Objective: To investigate the rate of Omega 3 use in pregnant women and its effect on pregnancy outcome.
Methods: The study was conducted from January to April 2010 at Tamin Ejtemaee Hospital, Hamedan, Iran, and comprised women who were carrying 16 weeks of pregnancy and were referred to the study site. They were divided into 3 groups: those who did not consume fish in a month, those who consumed fish 1-3 times in the preceding month, and those who had it more than 3 times in the same period. Data was analysed using SPSS version 16.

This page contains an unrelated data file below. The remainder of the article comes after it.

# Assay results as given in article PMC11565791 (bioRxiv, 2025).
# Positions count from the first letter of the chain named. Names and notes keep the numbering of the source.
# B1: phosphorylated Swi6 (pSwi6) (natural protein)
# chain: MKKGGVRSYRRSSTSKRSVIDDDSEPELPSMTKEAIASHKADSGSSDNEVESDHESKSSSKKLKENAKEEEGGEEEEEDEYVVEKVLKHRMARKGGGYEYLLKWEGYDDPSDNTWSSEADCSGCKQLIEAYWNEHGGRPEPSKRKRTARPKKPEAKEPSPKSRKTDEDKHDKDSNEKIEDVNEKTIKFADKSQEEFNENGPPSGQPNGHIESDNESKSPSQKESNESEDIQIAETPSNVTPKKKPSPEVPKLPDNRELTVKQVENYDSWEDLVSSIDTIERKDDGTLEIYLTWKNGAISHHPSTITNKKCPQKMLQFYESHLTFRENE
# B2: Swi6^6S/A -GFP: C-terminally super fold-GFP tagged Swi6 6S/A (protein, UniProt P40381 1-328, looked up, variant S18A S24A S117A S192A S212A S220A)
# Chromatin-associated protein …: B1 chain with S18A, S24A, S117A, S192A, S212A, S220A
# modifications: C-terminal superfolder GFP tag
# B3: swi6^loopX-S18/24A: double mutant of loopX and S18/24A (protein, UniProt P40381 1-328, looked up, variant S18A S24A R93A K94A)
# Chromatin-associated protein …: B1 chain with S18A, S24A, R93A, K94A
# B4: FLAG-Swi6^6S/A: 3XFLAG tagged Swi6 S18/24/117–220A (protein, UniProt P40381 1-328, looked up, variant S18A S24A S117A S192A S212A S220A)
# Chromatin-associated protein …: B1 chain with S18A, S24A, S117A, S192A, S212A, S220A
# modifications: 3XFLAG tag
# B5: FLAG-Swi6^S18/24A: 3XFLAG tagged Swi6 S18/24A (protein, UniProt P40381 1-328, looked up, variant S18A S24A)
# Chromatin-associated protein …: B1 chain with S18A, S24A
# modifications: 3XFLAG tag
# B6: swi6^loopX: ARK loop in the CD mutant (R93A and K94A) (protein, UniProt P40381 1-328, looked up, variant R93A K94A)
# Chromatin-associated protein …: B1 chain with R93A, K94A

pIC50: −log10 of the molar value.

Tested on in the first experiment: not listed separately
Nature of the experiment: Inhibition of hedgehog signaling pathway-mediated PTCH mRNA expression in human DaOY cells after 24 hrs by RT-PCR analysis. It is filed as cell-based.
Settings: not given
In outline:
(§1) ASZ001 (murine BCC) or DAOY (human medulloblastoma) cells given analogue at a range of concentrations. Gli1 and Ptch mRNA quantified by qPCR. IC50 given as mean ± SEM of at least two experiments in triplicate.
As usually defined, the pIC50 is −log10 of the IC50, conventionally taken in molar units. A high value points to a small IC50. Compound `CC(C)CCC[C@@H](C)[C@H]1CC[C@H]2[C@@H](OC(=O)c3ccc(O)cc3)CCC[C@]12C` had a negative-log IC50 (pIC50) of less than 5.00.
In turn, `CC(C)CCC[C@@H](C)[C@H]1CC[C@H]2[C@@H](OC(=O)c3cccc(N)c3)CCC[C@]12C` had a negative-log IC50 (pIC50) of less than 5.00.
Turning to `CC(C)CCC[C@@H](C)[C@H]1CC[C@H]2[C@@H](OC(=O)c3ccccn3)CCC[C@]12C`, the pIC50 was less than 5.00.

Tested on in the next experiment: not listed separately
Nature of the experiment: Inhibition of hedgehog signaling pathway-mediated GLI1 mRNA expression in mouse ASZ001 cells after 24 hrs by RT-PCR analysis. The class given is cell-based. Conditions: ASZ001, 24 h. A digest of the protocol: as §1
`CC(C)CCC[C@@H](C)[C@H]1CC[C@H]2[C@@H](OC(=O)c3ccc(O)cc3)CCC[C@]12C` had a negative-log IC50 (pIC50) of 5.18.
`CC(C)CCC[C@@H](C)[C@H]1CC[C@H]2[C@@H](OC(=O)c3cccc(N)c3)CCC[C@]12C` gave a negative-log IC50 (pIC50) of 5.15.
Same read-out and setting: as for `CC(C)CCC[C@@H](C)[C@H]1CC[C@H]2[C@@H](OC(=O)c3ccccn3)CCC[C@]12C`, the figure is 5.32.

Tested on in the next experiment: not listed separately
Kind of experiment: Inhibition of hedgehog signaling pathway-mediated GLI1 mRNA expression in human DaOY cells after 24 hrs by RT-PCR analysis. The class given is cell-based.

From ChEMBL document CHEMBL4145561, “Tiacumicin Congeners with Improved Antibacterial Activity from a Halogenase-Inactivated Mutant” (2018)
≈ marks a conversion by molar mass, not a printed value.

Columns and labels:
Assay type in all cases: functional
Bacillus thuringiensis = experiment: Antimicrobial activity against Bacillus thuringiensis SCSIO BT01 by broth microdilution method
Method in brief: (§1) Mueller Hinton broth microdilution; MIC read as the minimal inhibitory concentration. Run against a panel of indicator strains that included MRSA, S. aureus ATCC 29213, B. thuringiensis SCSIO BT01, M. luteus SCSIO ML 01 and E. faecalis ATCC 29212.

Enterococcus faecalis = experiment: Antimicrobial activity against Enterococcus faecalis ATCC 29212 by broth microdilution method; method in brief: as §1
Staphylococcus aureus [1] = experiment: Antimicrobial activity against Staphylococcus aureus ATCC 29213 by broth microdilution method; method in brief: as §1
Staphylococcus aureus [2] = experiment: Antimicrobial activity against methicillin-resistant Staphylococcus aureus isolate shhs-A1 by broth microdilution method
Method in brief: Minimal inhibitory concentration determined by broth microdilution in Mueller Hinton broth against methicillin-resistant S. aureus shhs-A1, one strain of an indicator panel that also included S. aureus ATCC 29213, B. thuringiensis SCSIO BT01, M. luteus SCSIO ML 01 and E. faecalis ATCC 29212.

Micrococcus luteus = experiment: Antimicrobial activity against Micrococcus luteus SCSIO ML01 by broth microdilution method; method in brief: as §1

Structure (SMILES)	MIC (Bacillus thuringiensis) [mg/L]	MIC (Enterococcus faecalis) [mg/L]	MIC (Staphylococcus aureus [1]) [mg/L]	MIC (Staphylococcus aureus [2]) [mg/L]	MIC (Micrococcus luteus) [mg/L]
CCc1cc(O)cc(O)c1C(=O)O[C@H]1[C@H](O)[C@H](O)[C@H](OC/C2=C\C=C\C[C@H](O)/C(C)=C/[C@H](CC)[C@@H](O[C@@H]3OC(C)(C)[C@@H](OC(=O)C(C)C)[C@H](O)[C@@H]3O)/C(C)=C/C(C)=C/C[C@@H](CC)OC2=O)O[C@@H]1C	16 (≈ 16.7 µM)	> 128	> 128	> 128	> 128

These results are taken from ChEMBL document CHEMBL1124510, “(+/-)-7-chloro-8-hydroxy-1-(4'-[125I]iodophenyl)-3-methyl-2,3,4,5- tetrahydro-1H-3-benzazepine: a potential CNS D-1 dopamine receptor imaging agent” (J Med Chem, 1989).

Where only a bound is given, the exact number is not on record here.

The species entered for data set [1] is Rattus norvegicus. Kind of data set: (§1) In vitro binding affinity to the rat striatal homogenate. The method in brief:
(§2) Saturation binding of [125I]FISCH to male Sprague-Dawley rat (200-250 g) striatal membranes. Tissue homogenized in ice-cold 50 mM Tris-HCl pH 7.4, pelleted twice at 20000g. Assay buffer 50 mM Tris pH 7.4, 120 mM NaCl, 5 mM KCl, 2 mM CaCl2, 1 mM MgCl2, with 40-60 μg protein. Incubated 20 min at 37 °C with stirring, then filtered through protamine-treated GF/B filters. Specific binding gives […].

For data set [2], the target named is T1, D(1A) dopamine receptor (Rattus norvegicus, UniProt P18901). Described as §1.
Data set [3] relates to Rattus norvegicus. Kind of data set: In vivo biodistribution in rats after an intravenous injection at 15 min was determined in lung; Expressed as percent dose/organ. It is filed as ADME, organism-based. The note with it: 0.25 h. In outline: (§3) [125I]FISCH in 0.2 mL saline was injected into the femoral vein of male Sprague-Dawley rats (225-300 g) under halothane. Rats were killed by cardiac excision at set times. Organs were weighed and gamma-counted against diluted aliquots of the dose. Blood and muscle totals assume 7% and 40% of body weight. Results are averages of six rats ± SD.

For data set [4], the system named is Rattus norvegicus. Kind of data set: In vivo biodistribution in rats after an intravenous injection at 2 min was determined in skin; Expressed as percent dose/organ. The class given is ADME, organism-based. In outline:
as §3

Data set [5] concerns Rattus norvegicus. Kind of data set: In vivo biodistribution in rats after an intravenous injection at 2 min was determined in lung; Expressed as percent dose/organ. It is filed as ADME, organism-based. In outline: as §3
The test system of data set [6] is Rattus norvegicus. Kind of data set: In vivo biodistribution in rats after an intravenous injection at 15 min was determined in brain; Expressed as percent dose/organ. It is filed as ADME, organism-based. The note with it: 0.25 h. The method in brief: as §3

Results: Of the 550 subjects initially approached, 20(3.6%) either declined to participate or were lost to follow-up. The final study sample, as such, comprised 530(96.4%) who were followed up until delivery. The overall mean age of the subjects was 27.98+/-5.30 years. Of the total, 21(4%) were below 18 years, 467(88%) were between 18-35 years, and 42(8%) were over 35 years of age. Omega 3 consumption was significantly associated with neonate weight (p<0.03), pre-eclampsia (p<0.04) and pre-term labour (p<0.01).
Conclusion: Increased consumption of omega 3 can prevent low birth weight, pre-term labour and pre-eclampsia.